Deaths Elsewhere

Deaths Elsewhere

February 23, 2003

Julian Bigelow

, 89, a mathematician and electrical engineer who was a pioneer in the fields of cybernetics and computing, died Monday in Princeton, N.J., where he lived.

In 1946, when John von Neumann set out to design and build a stored-program computer at the Institute for Advanced Study in Princeton, he contacted the mathematician Norbert Weiner for a recommendation for a chief engineer. Mr. Weiner suggested Mr. Bigelow, with whom he had collaborated during World War II on the creation of fire-control systems for weapons.

The resulting computer, which was known as the IAS and which was assembled beginning in June 1946, was one of a handful of computers such as ENIAC, EDVAC, Whirlwind, EDSAC and Univac I whose construction brought the dawn of the Information Age. The IAS machine's basic design became the template for modern computers.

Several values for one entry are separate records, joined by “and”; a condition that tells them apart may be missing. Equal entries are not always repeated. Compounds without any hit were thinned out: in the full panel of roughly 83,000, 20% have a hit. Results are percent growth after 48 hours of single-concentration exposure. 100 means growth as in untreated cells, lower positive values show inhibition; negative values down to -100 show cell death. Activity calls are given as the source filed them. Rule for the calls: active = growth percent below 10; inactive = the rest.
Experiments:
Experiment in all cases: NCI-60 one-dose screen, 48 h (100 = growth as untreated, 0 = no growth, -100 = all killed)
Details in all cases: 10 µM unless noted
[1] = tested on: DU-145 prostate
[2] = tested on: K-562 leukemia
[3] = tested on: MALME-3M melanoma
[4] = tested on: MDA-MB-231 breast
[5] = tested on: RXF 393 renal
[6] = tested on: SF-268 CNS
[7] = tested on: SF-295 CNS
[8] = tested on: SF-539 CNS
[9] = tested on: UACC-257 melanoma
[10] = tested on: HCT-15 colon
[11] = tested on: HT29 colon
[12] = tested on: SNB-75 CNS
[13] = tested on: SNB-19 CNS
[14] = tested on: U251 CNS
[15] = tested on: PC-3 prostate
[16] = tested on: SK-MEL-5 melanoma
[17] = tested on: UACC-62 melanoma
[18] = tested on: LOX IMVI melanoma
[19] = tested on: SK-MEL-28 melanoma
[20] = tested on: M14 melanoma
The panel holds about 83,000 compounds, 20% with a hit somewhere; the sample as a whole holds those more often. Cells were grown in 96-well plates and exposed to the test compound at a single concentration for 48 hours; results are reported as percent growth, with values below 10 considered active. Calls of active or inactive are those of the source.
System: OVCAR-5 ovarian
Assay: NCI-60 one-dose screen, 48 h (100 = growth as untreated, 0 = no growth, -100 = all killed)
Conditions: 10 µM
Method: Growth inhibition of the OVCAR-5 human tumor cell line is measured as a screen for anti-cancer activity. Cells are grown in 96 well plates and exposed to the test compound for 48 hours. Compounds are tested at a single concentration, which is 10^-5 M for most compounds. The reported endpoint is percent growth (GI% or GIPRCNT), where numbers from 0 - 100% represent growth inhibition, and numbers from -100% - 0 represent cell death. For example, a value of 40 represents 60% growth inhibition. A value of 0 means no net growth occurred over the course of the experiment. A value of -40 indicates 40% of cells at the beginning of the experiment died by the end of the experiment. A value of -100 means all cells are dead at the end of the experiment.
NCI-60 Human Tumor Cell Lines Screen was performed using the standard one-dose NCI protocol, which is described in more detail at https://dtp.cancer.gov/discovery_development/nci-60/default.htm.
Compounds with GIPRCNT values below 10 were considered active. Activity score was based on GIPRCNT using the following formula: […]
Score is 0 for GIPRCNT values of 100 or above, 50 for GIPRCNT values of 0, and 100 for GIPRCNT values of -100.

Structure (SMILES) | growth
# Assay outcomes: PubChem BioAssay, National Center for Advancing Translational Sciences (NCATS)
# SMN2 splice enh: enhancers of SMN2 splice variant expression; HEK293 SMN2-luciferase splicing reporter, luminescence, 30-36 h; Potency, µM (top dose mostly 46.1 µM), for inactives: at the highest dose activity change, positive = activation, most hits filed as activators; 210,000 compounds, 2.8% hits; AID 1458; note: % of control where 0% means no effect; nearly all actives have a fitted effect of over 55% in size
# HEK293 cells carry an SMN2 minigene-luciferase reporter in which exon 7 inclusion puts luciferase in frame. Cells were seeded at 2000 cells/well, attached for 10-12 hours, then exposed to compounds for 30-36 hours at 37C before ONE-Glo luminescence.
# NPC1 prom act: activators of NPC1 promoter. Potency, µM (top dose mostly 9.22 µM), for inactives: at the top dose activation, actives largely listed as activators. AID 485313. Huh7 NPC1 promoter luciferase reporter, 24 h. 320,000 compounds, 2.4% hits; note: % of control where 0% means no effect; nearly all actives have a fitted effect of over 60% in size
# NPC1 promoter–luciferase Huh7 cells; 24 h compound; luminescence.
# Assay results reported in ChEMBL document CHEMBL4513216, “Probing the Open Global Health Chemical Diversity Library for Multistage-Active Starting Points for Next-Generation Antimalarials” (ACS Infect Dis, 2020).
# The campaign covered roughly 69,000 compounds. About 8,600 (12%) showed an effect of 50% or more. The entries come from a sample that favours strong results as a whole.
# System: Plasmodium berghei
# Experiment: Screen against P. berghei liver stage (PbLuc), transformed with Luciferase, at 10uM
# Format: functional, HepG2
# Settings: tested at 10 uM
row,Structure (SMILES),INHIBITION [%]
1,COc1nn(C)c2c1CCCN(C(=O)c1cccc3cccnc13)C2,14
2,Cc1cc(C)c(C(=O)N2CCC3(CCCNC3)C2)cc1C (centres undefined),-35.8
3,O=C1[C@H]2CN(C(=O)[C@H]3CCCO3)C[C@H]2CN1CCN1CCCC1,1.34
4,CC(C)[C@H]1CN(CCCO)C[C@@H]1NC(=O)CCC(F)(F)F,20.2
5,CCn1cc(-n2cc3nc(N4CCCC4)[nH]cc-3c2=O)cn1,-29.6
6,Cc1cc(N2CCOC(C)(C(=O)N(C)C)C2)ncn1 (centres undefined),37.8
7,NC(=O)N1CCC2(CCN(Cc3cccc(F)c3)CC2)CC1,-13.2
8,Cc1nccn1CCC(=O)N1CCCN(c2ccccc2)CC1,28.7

Robert G. Stephens Jr.

, 89, a former U.S. congressman who also served in both chambers of the Georgia Legislature and helped prosecute Nazi war criminals in Nuremberg, died Thursday in Athens, Ga.

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